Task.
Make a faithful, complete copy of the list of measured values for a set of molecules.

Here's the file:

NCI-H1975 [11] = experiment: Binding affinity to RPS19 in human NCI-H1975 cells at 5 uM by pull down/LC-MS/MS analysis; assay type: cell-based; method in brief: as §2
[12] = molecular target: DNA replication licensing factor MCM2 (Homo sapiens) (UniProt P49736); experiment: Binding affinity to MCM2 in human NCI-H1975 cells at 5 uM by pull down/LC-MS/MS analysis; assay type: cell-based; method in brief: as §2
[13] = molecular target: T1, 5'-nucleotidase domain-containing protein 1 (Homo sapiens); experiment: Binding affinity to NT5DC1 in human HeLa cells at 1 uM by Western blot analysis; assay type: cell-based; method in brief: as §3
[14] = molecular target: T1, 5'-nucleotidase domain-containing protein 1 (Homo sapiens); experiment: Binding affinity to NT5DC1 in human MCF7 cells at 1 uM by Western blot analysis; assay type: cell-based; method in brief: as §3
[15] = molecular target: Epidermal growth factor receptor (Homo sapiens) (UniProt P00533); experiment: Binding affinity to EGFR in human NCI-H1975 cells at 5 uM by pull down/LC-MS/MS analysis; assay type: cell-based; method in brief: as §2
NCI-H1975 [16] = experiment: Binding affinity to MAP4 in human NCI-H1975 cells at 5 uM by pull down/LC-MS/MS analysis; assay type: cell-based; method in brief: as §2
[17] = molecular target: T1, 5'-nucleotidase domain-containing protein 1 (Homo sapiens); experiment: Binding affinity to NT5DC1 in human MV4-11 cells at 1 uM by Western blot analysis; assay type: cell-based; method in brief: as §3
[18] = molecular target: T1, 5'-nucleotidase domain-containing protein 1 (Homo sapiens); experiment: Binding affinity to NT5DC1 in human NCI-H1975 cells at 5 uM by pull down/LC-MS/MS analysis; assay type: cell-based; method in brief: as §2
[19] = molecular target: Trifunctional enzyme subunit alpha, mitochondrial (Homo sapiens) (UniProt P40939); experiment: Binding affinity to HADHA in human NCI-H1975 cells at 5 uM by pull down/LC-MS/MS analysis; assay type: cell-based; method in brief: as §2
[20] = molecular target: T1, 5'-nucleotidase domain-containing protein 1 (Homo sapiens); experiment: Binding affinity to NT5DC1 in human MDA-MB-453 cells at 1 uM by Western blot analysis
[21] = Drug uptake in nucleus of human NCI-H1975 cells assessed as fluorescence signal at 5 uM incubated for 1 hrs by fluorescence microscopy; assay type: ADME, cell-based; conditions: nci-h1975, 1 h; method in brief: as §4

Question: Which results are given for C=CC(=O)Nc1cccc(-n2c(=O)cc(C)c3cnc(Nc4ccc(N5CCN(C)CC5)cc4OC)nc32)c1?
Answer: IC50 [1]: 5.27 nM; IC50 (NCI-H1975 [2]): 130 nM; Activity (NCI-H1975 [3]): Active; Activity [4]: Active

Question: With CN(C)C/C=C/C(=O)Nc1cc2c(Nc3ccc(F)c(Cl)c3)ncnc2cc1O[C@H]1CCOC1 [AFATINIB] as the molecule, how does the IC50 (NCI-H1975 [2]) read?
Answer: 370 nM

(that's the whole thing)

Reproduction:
NCI-H1975 [11] = experiment: Binding affinity to RPS19 in human NCI-H1975 cells at 5 uM by pull down/LC-MS/MS analysis; assay type: cell-based; method in brief: as §2
[12] = molecular target: DNA replication licensing factor MCM2 (Homo sapiens) (UniProt P49736); experiment: Binding affinity to MCM2 in human NCI-H1975 cells at 5 uM by pull down/LC-MS/MS analysis; assay type: cell-based; method in brief: as §2
[13] = molecular target: T1, 5'-nucleotidase domain-containing protein 1 (Homo sapiens); experiment: Binding affinity to NT5DC1 in human HeLa cells at 1 uM by Western blot analysis; assay type: cell-based; method in brief: as §3
[14] = molecular target: T1, 5'-nucleotidase domain-containing protein 1 (Homo sapiens); experiment: Binding affinity to NT5DC1 in human MCF7 cells at 1 uM by Western blot analysis; assay type: cell-based; method in brief: as §3
[15] = molecular target: Epidermal growth factor receptor (Homo sapiens) (UniProt P00533); experiment: Binding affinity to EGFR in human NCI-H1975 cells at 5 uM by pull down/LC-MS/MS analysis; assay type: cell-based; method in brief: as §2
NCI-H1975 [16] = experiment: Binding affinity to MAP4 in human NCI-H1975 cells at 5 uM by pull down/LC-MS/MS analysis; assay type: cell-based; method in brief: as §2
[17] = molecular target: T1, 5'-nucleotidase domain-containing protein 1 (Homo sapiens); experiment: Binding affinity to NT5DC1 in human MV4-11 cells at 1 uM by Western blot analysis; assay type: cell-based; method in brief: as §3
[18] = molecular target: T1, 5'-nucleotidase domain-containing protein 1 (Homo sapiens); experiment: Binding affinity to NT5DC1 in human NCI-H1975 cells at 5 uM by pull down/LC-MS/MS analysis; assay type: cell-based; method in brief: as §2
[19] = molecular target: Trifunctional enzyme subunit alpha, mitochondrial (Homo sapiens) (UniProt P40939); experiment: Binding affinity to HADHA in human NCI-H1975 cells at 5 uM by pull down/LC-MS/MS analysis; assay type: cell-based; method in brief: as §2
[20] = molecular target: T1, 5'-nucleotidase domain-containing protein 1 (Homo sapiens); experiment: Binding affinity to NT5DC1 in human MDA-MB-453 cells at 1 uM by Western blot analysis
[21] = Drug uptake in nucleus of human NCI-H1975 cells assessed as fluorescence signal at 5 uM incubated for 1 hrs by fluorescence microscopy; assay type: ADME, cell-based; conditions: nci-h1975, 1 h; method in brief: as §4

Question: Which results are given for C=CC(=O)Nc1cccc(-n2c(=O)cc(C)c3cnc(Nc4ccc(N5CCN(C)CC5)cc4OC)nc32)c1?
Answer: IC50 [1]: 5.27 nM; IC50 (NCI-H1975 [2]): 130 nM; Activity (NCI-H1975 [3]): Active; Activity [4]: Active

Question: With CN(C)C/C=C/C(=O)Nc1cc2c(Nc3ccc(F)c(Cl)c3)ncnc2cc1O[C@H]1CCOC1 [AFATINIB] as the molecule, how does the IC50 (NCI-H1975 [2]) read?
Answer: 370 nM